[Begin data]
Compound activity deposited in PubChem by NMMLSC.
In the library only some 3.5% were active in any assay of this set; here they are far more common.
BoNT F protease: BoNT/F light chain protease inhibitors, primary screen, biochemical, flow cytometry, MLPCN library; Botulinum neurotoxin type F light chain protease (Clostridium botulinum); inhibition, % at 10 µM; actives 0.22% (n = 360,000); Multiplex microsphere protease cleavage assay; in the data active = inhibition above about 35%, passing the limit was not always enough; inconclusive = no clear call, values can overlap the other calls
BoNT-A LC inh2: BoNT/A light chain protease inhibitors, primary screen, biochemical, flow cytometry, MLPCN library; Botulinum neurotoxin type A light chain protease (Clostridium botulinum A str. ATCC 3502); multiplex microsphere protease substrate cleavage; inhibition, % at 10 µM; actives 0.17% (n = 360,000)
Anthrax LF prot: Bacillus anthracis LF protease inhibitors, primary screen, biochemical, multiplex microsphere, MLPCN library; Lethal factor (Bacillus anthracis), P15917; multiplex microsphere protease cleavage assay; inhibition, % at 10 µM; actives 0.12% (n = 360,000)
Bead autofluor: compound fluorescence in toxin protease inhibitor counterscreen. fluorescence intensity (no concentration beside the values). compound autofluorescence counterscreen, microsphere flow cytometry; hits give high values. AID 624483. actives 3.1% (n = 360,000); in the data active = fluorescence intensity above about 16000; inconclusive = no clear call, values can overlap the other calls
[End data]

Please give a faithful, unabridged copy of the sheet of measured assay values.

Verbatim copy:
Compound activity deposited in PubChem by NMMLSC.
In the library only some 3.5% were active in any assay of this set; here they are far more common.
BoNT F protease: BoNT/F light chain protease inhibitors, primary screen, biochemical, flow cytometry, MLPCN library; Botulinum neurotoxin type F light chain protease (Clostridium botulinum); inhibition, % at 10 µM; actives 0.22% (n = 360,000); Multiplex microsphere protease cleavage assay; in the data active = inhibition above about 35%, passing the limit was not always enough; inconclusive = no clear call, values can overlap the other calls
BoNT-A LC inh2: BoNT/A light chain protease inhibitors, primary screen, biochemical, flow cytometry, MLPCN library; Botulinum neurotoxin type A light chain protease (Clostridium botulinum A str. ATCC 3502); multiplex microsphere protease substrate cleavage; inhibition, % at 10 µM; actives 0.17% (n = 360,000)
Anthrax LF prot: Bacillus anthracis LF protease inhibitors, primary screen, biochemical, multiplex microsphere, MLPCN library; Lethal factor (Bacillus anthracis), P15917; multiplex microsphere protease cleavage assay; inhibition, % at 10 µM; actives 0.12% (n = 360,000)
Bead autofluor: compound fluorescence in toxin protease inhibitor counterscreen. fluorescence intensity (no concentration beside the values). compound autofluorescence counterscreen, microsphere flow cytometry; hits give high values. AID 624483. actives 3.1% (n = 360,000); in the data active = fluorescence intensity above about 16000; inconclusive = no clear call, values can overlap the other calls